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Olympia and A Bar at the Folies Bergère

Two masterpieces by Édouard Manet

Manet and Seurat

It was with Olympia and A Bar at the Folies Bergère that Édouard Manet suffered his second and final media lynching.

The Impressionnists

1. Olympia,
the story of a scandal

Olympia, analysis of the critical response


  • Analysis of the critical response

  • A deformed nude 

  • A filthy, beastly body 

  • The repulsive figure of "pierreuse 

  • The paralysis of the aesthetic judgement

3. Olympia,
a social and sexual taboo

Olympia, the story of a split society


Bourgeois mores imposed a regime of strict prudishness on women, while a compensatory prostitution, designed to be concealed, satisfied physiological needs and fantasies.

By depicting the common prostitute in the guise of a classical nude, Manet's Olympia reveals the failure of policies to curb prostitution and the contradictions of bourgeois sexuality.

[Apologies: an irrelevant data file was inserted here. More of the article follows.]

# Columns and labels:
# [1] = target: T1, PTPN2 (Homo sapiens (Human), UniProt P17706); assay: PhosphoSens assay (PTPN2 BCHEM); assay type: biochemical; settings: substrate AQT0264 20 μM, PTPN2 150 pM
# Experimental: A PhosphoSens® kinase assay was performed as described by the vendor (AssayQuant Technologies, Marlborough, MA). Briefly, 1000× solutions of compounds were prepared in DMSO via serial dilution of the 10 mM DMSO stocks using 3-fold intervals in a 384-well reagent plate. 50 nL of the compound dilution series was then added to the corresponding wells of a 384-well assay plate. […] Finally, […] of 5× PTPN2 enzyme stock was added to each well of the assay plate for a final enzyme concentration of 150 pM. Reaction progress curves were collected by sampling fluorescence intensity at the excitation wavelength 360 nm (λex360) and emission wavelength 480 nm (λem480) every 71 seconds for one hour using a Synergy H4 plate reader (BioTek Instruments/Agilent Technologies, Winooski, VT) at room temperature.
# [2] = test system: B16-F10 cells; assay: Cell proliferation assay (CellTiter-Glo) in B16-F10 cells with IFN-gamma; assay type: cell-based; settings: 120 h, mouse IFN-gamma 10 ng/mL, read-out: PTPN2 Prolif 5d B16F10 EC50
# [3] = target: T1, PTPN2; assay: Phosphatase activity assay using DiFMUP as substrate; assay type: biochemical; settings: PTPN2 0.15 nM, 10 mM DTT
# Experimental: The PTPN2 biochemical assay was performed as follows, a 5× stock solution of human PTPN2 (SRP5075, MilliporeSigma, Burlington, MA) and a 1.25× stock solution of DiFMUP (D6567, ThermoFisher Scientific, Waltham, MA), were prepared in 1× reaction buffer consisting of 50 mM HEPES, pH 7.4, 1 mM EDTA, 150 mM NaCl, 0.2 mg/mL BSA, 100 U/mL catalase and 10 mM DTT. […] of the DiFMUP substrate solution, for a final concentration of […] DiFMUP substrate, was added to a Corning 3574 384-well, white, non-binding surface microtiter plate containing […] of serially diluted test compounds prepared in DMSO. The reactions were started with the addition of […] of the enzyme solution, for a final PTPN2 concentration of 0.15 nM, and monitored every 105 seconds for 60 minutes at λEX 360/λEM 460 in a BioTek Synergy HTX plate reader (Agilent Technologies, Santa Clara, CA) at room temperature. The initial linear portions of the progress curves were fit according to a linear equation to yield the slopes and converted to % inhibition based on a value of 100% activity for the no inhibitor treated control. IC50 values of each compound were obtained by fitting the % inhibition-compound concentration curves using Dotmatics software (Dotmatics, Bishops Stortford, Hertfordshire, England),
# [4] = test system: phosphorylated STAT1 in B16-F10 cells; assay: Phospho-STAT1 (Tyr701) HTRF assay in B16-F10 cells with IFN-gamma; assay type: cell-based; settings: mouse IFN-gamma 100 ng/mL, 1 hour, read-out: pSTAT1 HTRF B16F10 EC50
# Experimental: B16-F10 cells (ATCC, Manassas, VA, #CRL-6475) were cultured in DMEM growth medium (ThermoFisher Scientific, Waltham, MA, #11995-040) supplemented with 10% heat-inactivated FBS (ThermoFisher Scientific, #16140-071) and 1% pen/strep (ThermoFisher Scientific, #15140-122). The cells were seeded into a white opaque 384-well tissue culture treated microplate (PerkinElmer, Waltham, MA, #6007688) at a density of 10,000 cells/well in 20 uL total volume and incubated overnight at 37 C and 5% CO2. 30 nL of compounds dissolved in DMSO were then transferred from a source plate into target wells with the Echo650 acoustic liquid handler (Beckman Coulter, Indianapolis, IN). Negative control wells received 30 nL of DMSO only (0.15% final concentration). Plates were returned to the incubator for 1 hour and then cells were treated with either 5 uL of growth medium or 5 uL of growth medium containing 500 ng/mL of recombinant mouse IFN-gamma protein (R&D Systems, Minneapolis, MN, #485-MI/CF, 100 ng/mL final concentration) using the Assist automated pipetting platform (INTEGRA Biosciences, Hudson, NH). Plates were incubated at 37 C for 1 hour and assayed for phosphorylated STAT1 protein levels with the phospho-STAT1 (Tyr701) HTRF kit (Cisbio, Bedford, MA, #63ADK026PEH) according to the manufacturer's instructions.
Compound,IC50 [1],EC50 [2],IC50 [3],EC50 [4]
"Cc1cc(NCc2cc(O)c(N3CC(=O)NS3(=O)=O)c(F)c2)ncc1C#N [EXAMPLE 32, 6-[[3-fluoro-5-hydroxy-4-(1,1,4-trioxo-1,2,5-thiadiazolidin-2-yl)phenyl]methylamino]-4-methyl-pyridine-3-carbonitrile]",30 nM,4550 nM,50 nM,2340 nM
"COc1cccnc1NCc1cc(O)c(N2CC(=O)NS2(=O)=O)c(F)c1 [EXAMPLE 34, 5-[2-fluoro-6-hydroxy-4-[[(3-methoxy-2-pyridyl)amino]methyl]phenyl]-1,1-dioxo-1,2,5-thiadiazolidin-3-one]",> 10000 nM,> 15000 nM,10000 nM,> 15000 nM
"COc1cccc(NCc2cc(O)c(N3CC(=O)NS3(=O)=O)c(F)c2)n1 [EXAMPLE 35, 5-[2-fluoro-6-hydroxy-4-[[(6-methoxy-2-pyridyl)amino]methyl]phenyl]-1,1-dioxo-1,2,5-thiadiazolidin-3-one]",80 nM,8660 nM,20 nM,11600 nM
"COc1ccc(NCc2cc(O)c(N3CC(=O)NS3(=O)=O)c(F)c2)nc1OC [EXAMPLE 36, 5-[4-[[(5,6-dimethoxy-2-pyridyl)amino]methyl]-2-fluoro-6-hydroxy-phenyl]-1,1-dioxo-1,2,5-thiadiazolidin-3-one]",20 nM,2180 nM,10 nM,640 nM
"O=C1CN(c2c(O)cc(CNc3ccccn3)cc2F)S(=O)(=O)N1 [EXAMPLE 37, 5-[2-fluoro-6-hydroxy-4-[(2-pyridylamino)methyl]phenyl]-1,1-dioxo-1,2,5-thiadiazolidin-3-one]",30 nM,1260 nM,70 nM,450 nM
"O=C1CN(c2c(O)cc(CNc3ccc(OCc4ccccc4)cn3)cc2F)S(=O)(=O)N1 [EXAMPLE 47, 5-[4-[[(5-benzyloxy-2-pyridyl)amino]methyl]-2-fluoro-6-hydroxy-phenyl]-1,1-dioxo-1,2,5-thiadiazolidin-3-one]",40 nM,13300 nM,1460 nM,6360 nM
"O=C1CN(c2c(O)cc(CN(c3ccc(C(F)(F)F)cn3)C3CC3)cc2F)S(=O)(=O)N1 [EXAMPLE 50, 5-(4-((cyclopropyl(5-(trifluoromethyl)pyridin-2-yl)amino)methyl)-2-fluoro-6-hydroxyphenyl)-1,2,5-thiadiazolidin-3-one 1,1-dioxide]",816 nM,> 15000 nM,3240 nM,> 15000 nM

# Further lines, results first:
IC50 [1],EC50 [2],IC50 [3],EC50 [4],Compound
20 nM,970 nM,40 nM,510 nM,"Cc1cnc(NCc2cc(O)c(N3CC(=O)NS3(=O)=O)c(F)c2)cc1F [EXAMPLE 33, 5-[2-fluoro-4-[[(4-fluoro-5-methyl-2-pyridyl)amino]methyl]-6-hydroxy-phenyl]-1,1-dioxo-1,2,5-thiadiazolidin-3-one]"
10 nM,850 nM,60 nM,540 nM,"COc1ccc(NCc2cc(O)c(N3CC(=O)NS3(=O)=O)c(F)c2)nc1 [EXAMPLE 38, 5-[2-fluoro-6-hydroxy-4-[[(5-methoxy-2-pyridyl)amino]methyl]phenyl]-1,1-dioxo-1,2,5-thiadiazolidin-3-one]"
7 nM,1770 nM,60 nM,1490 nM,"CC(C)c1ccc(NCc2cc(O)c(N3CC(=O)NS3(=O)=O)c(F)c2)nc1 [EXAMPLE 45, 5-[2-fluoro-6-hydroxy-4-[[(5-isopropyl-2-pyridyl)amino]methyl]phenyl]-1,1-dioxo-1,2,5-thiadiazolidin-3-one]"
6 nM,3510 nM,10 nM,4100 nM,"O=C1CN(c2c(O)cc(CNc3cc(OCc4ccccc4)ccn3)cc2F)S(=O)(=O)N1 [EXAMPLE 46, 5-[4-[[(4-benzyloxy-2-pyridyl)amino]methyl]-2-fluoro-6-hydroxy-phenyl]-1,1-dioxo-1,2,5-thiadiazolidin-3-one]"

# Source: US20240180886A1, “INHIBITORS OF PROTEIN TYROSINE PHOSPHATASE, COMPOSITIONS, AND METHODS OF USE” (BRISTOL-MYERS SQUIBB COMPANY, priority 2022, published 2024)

4. A Bar at the Folies Bergère

A Bar at the Folies Bergère, from failure to masterpiece

Denounced by caricaturists and critics in 1880, the painting's visual inconsistencies nevertheless established Édouard Manet as a master of his art.

A religious painting, or a Post-Modernist work ahead of its time, A Bar crowned the career of a painter who put an end to a tradition inherited from the Renaissance perspectivists and opened the way to Post-Modernism, which questions the viewer's place in his relationship with the work.

Readings Splendeurs et misères : image de la prostitution, 1850-1910, Orsay, Flammarion, 2016 Julia Kristeva, Visions capitales, Fayard, 2013. Timothy James Clark, Image of the People – Gustave Courbet and the 1848 Revolution, Thames and Hudson, 1973 Bradford R. Collins ed., Twelve Views of Manet's Bar, Princetone series in 19th Century Art, Culture, and Society, 1996 Michel Foucault,  La Peinture de Manet, Conférence à Tunis, 20 Mai 1971

Iconographic study

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